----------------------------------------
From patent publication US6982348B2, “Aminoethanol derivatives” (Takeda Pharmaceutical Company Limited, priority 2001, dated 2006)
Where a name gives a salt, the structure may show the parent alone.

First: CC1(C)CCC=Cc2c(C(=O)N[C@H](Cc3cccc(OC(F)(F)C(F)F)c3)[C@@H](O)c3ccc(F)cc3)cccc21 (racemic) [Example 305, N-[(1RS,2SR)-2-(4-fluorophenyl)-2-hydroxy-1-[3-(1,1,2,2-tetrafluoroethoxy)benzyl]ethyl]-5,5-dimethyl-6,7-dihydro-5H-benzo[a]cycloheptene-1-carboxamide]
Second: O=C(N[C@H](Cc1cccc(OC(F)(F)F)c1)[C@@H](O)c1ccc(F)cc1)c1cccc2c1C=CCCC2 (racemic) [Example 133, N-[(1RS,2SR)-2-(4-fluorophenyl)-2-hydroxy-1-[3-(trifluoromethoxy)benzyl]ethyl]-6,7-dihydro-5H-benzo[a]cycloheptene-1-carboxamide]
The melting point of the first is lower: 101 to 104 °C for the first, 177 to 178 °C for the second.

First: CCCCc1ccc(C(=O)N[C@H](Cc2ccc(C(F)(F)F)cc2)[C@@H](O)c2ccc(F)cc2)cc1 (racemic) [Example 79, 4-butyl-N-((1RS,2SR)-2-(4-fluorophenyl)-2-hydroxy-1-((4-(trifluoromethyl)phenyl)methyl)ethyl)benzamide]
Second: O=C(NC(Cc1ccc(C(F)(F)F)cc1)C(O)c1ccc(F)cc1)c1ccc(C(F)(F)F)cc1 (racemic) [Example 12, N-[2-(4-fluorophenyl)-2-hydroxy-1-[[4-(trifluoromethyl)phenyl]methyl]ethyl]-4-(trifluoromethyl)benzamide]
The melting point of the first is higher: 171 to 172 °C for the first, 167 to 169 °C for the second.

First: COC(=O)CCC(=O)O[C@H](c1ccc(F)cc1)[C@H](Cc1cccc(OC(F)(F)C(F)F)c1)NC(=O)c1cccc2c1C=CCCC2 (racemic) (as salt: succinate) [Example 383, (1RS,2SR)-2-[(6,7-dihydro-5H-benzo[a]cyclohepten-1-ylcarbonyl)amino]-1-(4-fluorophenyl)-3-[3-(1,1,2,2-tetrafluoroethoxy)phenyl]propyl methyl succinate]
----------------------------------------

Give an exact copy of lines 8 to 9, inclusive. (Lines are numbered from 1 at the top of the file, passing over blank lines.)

The melting point of the first is higher: 171 to 172 °C for the first, 167 to 169 °C for the second.

First: COC(=O)CCC(=O)O[C@H](c1ccc(F)cc1)[C@H](Cc1cccc(OC(F)(F)C(F)F)c1)NC(=O)c1cccc2c1C=CCCC2 (racemic) (as salt: succinate) [Example 383, (1RS,2SR)-2-[(6,7-dihydro-5H-benzo[a]cyclohepten-1-ylcarbonyl)amino]-1-(4-fluorophenyl)-3-[3-(1,1,2,2-tetrafluoroethoxy)phenyl]propyl methyl succinate]